EE and Virgin Media slapped with £13.3m fine

  • EE and Virgin Media slapped with £13.3m fine

EE and Virgin Media slapped with £13.3m fine

The communications regulator has fined EE and Virgin Media £13.3 million for overcharging phone and broadband customers who wanted to leave their contracts early.

EE, Britain's biggest mobile operator, was fined £6.3m and Liberty Global-owned Virgin Media was fined £7m.

Both companies failed to make sufficiently clear the charges customers would have to pay if they ended their contract early, concluded the regulator, which described the companies' actions as "unacceptable". "Those people were left out of pocket, and the charges amounted to millions of pounds", said Gaucho Rasmussen, Ofcom's Director of Investigations and Enforcement.

Almost 82,000 Virgin Media customers were overcharged a total of just under £2.8m.

Virgin's mistake was similar to EE's and it's noted that some 6,800 of those affected were overcharged by more than £100!

Virgin has also made changes to its procedures and contract terms for home movers. However, not all affected customers had paid these excessive charges as EE had subsequently waived some of them, leaving £4.3m in excessive charges.

Tom Mockridge, chief executive of Virgin Media, said: "We profoundly disagree with Ofcom's ruling".

Ofcom's investigation found EE did not clearly set out the exit fees that would be charged to customers on its discount contracts over a six-year period.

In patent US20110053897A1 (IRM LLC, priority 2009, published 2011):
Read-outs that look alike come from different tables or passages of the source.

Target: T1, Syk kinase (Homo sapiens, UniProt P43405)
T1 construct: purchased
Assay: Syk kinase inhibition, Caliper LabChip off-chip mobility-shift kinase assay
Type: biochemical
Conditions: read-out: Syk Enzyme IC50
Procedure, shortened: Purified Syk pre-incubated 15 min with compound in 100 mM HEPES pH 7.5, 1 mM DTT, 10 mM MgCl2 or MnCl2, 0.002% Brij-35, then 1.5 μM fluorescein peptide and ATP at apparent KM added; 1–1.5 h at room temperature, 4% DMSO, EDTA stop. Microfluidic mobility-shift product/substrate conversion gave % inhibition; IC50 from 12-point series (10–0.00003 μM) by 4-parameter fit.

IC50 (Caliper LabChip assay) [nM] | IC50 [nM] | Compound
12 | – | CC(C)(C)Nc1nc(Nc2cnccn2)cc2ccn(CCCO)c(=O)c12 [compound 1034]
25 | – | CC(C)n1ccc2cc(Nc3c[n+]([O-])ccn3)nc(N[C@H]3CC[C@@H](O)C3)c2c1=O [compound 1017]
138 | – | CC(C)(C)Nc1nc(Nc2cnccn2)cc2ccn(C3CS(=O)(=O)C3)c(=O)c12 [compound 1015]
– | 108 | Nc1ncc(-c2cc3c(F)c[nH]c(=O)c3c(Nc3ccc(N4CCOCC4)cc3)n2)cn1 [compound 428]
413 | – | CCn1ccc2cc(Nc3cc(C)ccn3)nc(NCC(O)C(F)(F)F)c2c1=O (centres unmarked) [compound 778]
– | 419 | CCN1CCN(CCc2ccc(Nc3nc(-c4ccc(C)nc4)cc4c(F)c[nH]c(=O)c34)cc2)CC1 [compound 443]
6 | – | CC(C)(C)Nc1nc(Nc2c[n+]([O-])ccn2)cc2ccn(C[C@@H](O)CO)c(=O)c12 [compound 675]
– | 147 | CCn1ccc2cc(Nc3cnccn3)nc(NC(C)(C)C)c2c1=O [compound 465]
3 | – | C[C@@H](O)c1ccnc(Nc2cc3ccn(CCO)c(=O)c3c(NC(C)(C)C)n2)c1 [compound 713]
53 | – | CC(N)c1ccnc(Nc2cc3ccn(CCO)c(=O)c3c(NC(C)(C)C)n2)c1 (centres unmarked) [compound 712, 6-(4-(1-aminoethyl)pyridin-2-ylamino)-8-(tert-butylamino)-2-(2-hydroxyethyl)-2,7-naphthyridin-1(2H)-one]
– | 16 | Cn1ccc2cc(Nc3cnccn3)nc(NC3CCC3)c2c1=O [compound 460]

Virgin Media has refunded or made donations in relation to 99.8% of those affected and if after further efforts others can not be identified the overpayments will be made as donations to charity. It called the decision unreasonable and the fine excessive.

Virgin immediately said it would appeal against Ofcom's decision in the Competition Appeal Tribunal.

"We accept Ofcom's findings and recognise that we have made a mistake", a company spokesperson said in a emailed statement.

We wholeheartedly reject the claim by Ofcom that our ETC levels dissuaded customers from switching.

The company was fined an additional £25,000 for providing incomplete information to the regulator. "We will be appealing Ofcom's decision".

Some customers appear to have avoided the charge and the EE estimate of what was over charged is up to £4.3m.

Making sure that broadband consumers can easily switch between providers is one of the key aims for Ofcom and as various alternate broadband infrastructure appears making it cheaper and simply to switch between them is important, particularly as not all retailers sell the full fibre services and as firms like Vodafone roll-out further this will become more of a problem. Invariably the underlying VDSL2 and ADSL2+ part of the connection is on a simple 1 month term but the consumer is tied in for a long period, the benefit of the long contract is usually seen as subsidised broadband hardware and welcome offers.

"An example of where this works particularly well is in energy, where we as the single ombudsman for the sector work closely with Ofgem and Citizens Advice in a tripartite model based on collaboration and intelligence sharing".